Meeting new Congenital Heart Disease standards

Welcome to my second blog on congenital heart disease.

As you know we are now the Congenital Heart Disease (CHD) commissioning and implementation programme, so our work is no longer about reviewing. Our focus now is on what needs to happen to meet the new CHD standards and make them a reality.

We continue to work with the hospitals and clinicians that provide care for people with CHD to look at ways to embed the agreed CHD standards from April 2016, to provide excellent CHD services now and in the future.

A lot of people have been working hard to consider how to set themselves up to meet the new standards, in some cases working quite differently and with new partners. We are very grateful for all their efforts and must acknowledge everyone’s time and expertise. For those of you not directly involved within this process it may seem that there is not much happening in the programme, but I can assure you that there is a lot going on. This is a huge job and I’m grateful for your patience and continuing support while we make this happen.

We have been working with hospitals since April on new service delivery models to meet the standards, and more recently we have been taking stock of progress to date. On 9 October 2015 we received submissions from seven proposed new networks. Since that time we have been reviewing those proposals. We were particularly interested in whether this way of working could be expected to produce an answer that worked right across the country, ensuring that every patient receives care that meets the standards.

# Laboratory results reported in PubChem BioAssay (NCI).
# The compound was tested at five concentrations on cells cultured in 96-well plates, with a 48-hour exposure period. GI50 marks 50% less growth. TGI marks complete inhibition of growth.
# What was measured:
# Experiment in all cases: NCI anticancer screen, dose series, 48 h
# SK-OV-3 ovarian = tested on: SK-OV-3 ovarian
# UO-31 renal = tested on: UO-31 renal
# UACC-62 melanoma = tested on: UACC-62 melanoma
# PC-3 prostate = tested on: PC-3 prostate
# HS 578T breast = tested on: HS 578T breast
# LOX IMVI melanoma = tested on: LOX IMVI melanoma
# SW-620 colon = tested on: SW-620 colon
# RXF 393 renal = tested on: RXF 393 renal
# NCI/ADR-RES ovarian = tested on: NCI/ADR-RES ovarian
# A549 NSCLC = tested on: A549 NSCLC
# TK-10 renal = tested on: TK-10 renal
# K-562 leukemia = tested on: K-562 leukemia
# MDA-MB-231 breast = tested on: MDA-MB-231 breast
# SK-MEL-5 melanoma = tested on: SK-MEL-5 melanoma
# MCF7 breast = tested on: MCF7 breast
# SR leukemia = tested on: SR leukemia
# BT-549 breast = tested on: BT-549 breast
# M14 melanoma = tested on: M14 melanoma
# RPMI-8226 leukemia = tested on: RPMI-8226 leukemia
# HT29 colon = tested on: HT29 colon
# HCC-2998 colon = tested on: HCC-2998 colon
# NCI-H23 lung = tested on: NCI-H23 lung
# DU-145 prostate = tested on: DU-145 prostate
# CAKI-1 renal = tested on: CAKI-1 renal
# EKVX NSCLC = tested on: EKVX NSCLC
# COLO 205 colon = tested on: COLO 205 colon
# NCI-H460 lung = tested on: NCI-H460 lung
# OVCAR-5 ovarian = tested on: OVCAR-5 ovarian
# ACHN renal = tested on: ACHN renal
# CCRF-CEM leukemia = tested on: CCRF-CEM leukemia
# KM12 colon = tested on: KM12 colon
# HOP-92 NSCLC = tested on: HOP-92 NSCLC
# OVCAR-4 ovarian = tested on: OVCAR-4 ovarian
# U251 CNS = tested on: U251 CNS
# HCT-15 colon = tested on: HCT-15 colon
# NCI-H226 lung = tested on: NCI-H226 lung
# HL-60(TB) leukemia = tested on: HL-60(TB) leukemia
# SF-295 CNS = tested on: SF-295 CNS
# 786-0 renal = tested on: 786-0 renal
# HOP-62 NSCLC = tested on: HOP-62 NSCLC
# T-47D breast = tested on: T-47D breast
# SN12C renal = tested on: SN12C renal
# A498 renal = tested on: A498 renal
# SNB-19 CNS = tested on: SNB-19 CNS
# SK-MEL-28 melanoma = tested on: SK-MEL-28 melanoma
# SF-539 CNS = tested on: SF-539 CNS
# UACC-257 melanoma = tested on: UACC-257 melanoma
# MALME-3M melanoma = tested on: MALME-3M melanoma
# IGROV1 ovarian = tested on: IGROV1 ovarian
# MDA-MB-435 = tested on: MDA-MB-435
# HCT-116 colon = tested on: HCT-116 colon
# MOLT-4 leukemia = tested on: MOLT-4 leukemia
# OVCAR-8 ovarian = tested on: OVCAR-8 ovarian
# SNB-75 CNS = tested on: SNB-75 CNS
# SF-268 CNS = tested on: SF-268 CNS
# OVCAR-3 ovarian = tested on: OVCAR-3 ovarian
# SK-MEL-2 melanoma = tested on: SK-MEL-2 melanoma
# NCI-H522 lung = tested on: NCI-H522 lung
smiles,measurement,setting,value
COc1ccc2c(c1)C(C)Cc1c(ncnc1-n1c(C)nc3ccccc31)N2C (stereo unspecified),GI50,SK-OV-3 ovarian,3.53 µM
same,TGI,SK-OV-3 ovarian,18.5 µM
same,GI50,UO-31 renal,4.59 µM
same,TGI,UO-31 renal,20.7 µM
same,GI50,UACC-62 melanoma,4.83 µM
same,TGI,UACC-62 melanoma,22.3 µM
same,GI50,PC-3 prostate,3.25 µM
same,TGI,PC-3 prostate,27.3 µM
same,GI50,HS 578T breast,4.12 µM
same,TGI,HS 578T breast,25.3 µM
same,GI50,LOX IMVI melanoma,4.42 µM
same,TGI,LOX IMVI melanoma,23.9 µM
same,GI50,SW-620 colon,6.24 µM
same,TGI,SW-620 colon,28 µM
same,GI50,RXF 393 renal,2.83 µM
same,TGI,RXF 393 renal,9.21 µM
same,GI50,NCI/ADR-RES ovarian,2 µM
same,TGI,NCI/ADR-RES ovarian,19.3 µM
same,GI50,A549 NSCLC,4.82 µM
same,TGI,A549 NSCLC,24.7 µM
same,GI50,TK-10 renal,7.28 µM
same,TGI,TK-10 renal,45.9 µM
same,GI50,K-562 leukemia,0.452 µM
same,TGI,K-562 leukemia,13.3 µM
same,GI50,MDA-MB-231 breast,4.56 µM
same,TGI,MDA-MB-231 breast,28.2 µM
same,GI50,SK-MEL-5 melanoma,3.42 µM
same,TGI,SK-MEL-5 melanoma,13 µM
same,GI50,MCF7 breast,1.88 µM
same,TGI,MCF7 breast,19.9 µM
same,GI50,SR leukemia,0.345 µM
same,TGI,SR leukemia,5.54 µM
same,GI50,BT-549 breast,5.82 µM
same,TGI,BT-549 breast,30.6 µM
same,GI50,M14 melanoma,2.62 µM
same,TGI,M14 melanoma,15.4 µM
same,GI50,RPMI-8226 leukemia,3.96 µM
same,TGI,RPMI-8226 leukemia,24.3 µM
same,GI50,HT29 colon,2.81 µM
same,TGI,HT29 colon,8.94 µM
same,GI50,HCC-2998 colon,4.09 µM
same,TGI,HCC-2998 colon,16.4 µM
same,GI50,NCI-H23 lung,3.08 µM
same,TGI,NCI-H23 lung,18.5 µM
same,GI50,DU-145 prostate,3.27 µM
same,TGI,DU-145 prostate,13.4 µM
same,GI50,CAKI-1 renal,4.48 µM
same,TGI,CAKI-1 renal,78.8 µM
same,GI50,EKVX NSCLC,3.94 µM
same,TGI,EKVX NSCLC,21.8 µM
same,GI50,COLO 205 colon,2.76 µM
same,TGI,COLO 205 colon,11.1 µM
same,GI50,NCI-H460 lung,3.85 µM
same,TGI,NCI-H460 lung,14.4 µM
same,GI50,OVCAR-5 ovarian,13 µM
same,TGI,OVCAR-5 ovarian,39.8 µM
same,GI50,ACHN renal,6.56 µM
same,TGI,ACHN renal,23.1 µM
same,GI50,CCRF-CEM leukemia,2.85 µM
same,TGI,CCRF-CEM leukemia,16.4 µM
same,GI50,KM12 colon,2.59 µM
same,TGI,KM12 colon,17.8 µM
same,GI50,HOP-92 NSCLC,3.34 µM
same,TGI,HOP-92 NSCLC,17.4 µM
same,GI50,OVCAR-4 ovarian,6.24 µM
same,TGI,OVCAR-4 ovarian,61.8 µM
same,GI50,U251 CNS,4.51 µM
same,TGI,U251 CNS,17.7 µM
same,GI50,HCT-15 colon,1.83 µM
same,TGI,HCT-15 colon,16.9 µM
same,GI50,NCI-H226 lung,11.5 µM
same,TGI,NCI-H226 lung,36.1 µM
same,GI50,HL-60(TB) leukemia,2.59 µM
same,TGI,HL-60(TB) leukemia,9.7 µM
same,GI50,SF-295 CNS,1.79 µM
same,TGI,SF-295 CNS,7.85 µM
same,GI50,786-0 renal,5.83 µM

In reviewing the proposals we have tried to be as inclusive as possible to make sure that we have the right expertise and have considered things from everyone’s different perspectives. The process involved clinicians and patient and public representatives as well as commissioning representatives from both our national and regional teams. We also had expert analytical and finance advice on the numbers. We worked closely with the clinical reference group (CRG), and the clinical chair and two of the patient representatives from that group took part in our commissioner panel, which was invaluable.

We are continuing to speak directly with the networks and sharing our findings with our engagement and advisory groups, to broaden the conversation.

It is important to remember that this process was carried out in order to take stock of progress and to allow NHS England to decide whether to continue with the current commissioning approach.

We will be making general observations about the submissions, not commenting on individual proposals and we will not be making any proposals for changes to the configuration of specialist providers at this time. The only decisions being taken at this point are on our commissioning approach. We are providing feedback so that the development of provider services to meet the standards can continue. This remains a collaborative process to address a shared challenge.

Earlier this month we met with providers and discussed the submissions and we turned our attention to the things we can work on together whatever the final arrangement of services. We also discussed the standards that come into force in April. We also broadened out our discussions and sought further opinion and advice from patient and public representatives at the Joint Engagement and Advisory meeting.

Over the next few months an enormous amount of work will need to be undertaken to prepare all the services.